Vahagn

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This article is about the Armenian god. For other uses, see Vahagn (disambiguation).
Statue of Vahagn the Dragon Slayer choking a dragon in Yerevan

Vahagn Vishapakagh (Vahagn the Dragon Reaper) or Vahakn (Armenian: Վահագն) was a god of fire and war worshiped anciently and historically in Armenia. Some time in his existence, he formed a "triad" with Aramazd and Anahit. Vahagn was identified with the Greek Heracles. The priests of Vahévahian temple, who claimed Vahagn as their own ancestor, placed a statue of the Greek hero in their sanctuary. In the Armenian translation of the Bible, "Heracles, worshipped at Tyr" is renamed "Vahagn".

All the gods, according to the Euhemerist belief, had been living men; Vahagn likewise, was introduced within the ranks of the Armenian kings, as the son of Yervand (6th century B.C.), together with his brothers — Bab and Tiran.

Historian Khorenatsi's report of an ancient song gives a clue to his nature and origin: Ancient Armenian origin of Vahagn's birth song

In travail were heaven and earth,
In travail, too, the purple sea!
The travail held in the sea the small red reed.
Through the hollow of the stalk came forth smoke,
Through the hollow of the stalk came forth flame,
And out of the flame a youth ran!
Fiery hair had he,
Ay, too, he had flaming beard,
And his eyes, they were as suns!

Other parts of the song, now lost, said that Vahagn fought and conquered dragons, hence his title Vishabakagh, "dragon reaper", where dragons in Armenian lore are identified as "Vishaps". He was invoked as a god of courage, later identified with Herakles. He was also a sun-god, rival of Baal-shamin and Mihr.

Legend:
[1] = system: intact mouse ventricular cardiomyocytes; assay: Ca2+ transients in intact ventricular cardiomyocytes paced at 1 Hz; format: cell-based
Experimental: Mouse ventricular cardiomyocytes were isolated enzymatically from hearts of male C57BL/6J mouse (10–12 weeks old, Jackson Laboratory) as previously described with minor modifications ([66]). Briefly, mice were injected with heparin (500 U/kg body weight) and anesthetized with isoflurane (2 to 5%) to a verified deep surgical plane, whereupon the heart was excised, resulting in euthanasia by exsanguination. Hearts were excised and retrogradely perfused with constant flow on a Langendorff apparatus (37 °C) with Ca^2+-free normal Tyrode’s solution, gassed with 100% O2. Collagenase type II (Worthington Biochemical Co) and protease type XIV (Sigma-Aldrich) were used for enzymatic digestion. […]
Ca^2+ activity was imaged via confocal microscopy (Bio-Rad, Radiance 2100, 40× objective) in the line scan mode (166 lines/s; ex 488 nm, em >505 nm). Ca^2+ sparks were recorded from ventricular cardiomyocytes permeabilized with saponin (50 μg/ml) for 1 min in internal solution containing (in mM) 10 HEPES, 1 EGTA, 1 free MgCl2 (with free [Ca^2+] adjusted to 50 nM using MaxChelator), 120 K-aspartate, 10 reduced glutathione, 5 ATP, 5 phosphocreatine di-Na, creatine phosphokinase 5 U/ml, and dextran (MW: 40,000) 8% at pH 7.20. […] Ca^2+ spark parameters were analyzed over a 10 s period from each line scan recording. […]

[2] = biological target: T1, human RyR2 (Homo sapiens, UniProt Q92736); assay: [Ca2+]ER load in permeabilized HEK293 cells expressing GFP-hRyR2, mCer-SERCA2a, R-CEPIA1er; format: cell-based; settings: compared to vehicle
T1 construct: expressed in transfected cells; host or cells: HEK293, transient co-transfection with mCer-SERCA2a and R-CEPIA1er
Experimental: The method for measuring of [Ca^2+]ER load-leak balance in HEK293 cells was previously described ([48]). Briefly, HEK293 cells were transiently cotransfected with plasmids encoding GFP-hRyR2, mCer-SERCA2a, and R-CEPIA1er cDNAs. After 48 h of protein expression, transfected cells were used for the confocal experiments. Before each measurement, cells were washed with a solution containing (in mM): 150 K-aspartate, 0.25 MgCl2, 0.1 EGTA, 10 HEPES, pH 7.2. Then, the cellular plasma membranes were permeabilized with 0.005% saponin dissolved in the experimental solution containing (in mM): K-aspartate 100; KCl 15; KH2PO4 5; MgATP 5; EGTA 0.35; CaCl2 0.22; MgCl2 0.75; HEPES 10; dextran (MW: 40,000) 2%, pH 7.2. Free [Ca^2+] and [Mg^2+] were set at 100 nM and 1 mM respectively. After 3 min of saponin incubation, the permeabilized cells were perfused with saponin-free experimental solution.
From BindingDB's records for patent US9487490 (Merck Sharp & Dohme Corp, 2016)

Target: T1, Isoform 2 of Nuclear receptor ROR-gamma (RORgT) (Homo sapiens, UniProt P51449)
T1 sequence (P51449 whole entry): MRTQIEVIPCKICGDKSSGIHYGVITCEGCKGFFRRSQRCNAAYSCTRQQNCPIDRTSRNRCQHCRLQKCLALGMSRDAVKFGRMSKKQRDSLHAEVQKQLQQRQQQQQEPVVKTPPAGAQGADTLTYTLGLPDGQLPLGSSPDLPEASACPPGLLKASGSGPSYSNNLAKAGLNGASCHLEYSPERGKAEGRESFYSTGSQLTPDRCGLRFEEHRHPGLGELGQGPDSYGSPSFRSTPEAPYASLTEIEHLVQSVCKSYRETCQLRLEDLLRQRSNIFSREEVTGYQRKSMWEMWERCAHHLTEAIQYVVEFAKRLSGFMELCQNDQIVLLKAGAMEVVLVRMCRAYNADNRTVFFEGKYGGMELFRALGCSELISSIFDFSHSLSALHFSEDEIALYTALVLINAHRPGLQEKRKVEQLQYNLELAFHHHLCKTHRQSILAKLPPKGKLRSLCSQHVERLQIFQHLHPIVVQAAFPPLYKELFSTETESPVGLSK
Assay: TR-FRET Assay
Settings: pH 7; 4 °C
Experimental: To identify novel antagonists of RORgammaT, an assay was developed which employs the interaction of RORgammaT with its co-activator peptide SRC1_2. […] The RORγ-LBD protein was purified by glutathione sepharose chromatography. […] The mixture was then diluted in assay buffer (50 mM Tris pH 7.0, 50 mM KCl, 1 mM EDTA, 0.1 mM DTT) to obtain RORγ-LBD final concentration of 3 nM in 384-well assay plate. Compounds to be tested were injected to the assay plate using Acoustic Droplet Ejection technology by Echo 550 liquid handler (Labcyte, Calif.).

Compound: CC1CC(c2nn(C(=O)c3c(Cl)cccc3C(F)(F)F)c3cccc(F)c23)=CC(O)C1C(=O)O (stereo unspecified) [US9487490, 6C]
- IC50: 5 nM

The Vahagnian song was sung to the accompaniment of the lyre by the bards of Goghten (modern Akulis), long after the conversion of Armenia to Christianity.

The stalk or reed, key to the situation, is an important word in Indo-European mythology, in connection with fire in its three forms. Vahagn was linked to Verethragna, the hypostasis of victory in the texts of the Avesta; the name turned into Vahagn (the Avestan "th" becoming "h" in Arsacid Middle Persian), later on to take the form of Vahagn. See Վահագն for more on the origin of the name.

The Armenian princely house of Vahevunis believed to derive from Vahagn. The Vahevunis were ranked high in the Royal Registrar of Armenia, recorded by King Valarshak. In the pre-Christian Armenia, the Vahevunis hereditarily possessed the temple town of Ashtishat on the left bank of the Aratzani river and most likelly also held the post of the Sparapet, i.e.t he Commander-in-Chief of the Royal Armenian Army.

External links and references[edit]

  • A History of Armenia (Armenian Mythology) by Vahan M. Kurkjian. Published by the Armenian General Benevolent Union of America 1958/YR.